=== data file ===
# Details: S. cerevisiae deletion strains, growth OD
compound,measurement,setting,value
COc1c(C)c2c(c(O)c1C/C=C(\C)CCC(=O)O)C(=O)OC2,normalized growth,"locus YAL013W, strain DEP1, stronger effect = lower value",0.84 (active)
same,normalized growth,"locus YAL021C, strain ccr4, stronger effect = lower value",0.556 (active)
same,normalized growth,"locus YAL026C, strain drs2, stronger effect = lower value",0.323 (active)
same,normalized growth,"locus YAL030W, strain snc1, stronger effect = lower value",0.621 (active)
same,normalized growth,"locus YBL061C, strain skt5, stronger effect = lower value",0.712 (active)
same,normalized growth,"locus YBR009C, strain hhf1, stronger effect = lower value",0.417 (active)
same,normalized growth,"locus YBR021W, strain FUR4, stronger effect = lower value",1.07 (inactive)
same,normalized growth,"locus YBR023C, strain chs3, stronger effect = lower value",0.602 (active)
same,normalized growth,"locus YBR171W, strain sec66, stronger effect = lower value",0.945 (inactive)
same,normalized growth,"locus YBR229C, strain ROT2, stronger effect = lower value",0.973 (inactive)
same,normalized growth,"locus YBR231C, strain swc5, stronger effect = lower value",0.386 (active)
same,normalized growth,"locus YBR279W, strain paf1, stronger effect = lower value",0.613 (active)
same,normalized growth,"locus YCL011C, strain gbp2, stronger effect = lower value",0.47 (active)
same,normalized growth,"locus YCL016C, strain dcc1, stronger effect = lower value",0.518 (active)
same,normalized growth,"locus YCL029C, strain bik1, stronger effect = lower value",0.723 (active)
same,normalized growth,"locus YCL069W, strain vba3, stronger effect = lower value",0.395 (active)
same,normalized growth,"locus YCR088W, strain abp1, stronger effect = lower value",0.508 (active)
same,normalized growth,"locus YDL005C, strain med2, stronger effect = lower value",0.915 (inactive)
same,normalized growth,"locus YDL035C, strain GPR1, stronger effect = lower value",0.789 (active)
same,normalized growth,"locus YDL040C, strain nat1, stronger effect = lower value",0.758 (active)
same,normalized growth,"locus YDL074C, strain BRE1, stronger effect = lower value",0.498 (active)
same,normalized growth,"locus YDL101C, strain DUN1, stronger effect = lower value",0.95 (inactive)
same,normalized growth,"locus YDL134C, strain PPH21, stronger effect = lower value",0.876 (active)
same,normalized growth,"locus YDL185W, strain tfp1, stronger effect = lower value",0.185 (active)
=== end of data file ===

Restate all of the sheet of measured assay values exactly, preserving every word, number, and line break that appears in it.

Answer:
# Details: S. cerevisiae deletion strains, growth OD
compound,measurement,setting,value
COc1c(C)c2c(c(O)c1C/C=C(\C)CCC(=O)O)C(=O)OC2,normalized growth,"locus YAL013W, strain DEP1, stronger effect = lower value",0.84 (active)
same,normalized growth,"locus YAL021C, strain ccr4, stronger effect = lower value",0.556 (active)
same,normalized growth,"locus YAL026C, strain drs2, stronger effect = lower value",0.323 (active)
same,normalized growth,"locus YAL030W, strain snc1, stronger effect = lower value",0.621 (active)
same,normalized growth,"locus YBL061C, strain skt5, stronger effect = lower value",0.712 (active)
same,normalized growth,"locus YBR009C, strain hhf1, stronger effect = lower value",0.417 (active)
same,normalized growth,"locus YBR021W, strain FUR4, stronger effect = lower value",1.07 (inactive)
same,normalized growth,"locus YBR023C, strain chs3, stronger effect = lower value",0.602 (active)
same,normalized growth,"locus YBR171W, strain sec66, stronger effect = lower value",0.945 (inactive)
same,normalized growth,"locus YBR229C, strain ROT2, stronger effect = lower value",0.973 (inactive)
same,normalized growth,"locus YBR231C, strain swc5, stronger effect = lower value",0.386 (active)
same,normalized growth,"locus YBR279W, strain paf1, stronger effect = lower value",0.613 (active)
same,normalized growth,"locus YCL011C, strain gbp2, stronger effect = lower value",0.47 (active)
same,normalized growth,"locus YCL016C, strain dcc1, stronger effect = lower value",0.518 (active)
same,normalized growth,"locus YCL029C, strain bik1, stronger effect = lower value",0.723 (active)
same,normalized growth,"locus YCL069W, strain vba3, stronger effect = lower value",0.395 (active)
same,normalized growth,"locus YCR088W, strain abp1, stronger effect = lower value",0.508 (active)
same,normalized growth,"locus YDL005C, strain med2, stronger effect = lower value",0.915 (inactive)
same,normalized growth,"locus YDL035C, strain GPR1, stronger effect = lower value",0.789 (active)
same,normalized growth,"locus YDL040C, strain nat1, stronger effect = lower value",0.758 (active)
same,normalized growth,"locus YDL074C, strain BRE1, stronger effect = lower value",0.498 (active)
same,normalized growth,"locus YDL101C, strain DUN1, stronger effect = lower value",0.95 (inactive)
same,normalized growth,"locus YDL134C, strain PPH21, stronger effect = lower value",0.876 (active)
same,normalized growth,"locus YDL185W, strain tfp1, stronger effect = lower value",0.185 (active)